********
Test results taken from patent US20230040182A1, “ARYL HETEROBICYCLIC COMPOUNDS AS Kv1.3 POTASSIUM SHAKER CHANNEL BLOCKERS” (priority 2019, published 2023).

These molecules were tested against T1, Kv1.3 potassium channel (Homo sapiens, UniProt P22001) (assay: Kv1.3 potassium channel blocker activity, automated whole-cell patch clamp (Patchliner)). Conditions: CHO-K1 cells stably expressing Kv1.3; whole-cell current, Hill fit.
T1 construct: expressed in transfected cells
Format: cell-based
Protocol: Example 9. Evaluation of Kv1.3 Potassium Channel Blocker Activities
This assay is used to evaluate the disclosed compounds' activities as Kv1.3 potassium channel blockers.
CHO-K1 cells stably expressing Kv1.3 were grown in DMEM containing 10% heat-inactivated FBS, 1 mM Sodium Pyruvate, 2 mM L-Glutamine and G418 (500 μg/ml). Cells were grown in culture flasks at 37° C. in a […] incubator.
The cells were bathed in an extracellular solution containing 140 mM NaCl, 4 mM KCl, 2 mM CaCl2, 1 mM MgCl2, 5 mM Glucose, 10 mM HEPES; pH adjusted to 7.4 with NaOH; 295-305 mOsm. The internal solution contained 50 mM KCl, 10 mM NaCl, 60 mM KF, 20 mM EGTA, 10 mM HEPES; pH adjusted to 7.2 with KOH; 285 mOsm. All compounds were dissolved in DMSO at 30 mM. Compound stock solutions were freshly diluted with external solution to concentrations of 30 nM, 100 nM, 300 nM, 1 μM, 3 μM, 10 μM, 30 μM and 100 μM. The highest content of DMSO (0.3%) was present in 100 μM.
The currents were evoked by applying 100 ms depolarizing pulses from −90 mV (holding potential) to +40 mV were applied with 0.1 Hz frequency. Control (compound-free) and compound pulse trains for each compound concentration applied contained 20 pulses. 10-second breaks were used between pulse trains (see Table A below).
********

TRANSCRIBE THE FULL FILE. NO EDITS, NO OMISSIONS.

Test results taken from patent US20230040182A1, “ARYL HETEROBICYCLIC COMPOUNDS AS Kv1.3 POTASSIUM SHAKER CHANNEL BLOCKERS” (priority 2019, published 2023).

These molecules were tested against T1, Kv1.3 potassium channel (Homo sapiens, UniProt P22001) (assay: Kv1.3 potassium channel blocker activity, automated whole-cell patch clamp (Patchliner)). Conditions: CHO-K1 cells stably expressing Kv1.3; whole-cell current, Hill fit.
T1 construct: expressed in transfected cells
Format: cell-based
Protocol: Example 9. Evaluation of Kv1.3 Potassium Channel Blocker Activities
This assay is used to evaluate the disclosed compounds' activities as Kv1.3 potassium channel blockers.
CHO-K1 cells stably expressing Kv1.3 were grown in DMEM containing 10% heat-inactivated FBS, 1 mM Sodium Pyruvate, 2 mM L-Glutamine and G418 (500 μg/ml). Cells were grown in culture flasks at 37° C. in a […] incubator.
The cells were bathed in an extracellular solution containing 140 mM NaCl, 4 mM KCl, 2 mM CaCl2, 1 mM MgCl2, 5 mM Glucose, 10 mM HEPES; pH adjusted to 7.4 with NaOH; 295-305 mOsm. The internal solution contained 50 mM KCl, 10 mM NaCl, 60 mM KF, 20 mM EGTA, 10 mM HEPES; pH adjusted to 7.2 with KOH; 285 mOsm. All compounds were dissolved in DMSO at 30 mM. Compound stock solutions were freshly diluted with external solution to concentrations of 30 nM, 100 nM, 300 nM, 1 μM, 3 μM, 10 μM, 30 μM and 100 μM. The highest content of DMSO (0.3%) was present in 100 μM.
The currents were evoked by applying 100 ms depolarizing pulses from −90 mV (holding potential) to +40 mV were applied with 0.1 Hz frequency. Control (compound-free) and compound pulse trains for each compound concentration applied contained 20 pulses. 10-second breaks were used between pulse trains (see Table A below).